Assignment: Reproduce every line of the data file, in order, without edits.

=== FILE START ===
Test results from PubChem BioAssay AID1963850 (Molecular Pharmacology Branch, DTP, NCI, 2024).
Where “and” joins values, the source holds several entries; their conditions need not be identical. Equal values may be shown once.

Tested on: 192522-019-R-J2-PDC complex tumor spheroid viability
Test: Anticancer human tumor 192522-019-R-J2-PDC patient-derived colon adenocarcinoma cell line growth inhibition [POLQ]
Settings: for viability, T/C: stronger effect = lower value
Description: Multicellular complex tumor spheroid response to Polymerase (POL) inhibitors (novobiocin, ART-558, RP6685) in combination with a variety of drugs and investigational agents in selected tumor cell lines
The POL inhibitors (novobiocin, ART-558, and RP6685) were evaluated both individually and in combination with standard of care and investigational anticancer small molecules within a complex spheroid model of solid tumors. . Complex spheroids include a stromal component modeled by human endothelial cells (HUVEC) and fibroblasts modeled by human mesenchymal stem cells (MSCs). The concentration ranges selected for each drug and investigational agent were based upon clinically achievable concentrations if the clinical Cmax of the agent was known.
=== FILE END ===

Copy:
Test results from PubChem BioAssay AID1963850 (Molecular Pharmacology Branch, DTP, NCI, 2024).
Where “and” joins values, the source holds several entries; their conditions need not be identical. Equal values may be shown once.

Tested on: 192522-019-R-J2-PDC complex tumor spheroid viability
Test: Anticancer human tumor 192522-019-R-J2-PDC patient-derived colon adenocarcinoma cell line growth inhibition [POLQ]
Settings: for viability, T/C: stronger effect = lower value
Description: Multicellular complex tumor spheroid response to Polymerase (POL) inhibitors (novobiocin, ART-558, RP6685) in combination with a variety of drugs and investigational agents in selected tumor cell lines
The POL inhibitors (novobiocin, ART-558, and RP6685) were evaluated both individually and in combination with standard of care and investigational anticancer small molecules within a complex spheroid model of solid tumors. . Complex spheroids include a stromal component modeled by human endothelial cells (HUVEC) and fibroblasts modeled by human mesenchymal stem cells (MSCs). The concentration ranges selected for each drug and investigational agent were based upon clinically achievable concentrations if the clinical Cmax of the agent was known.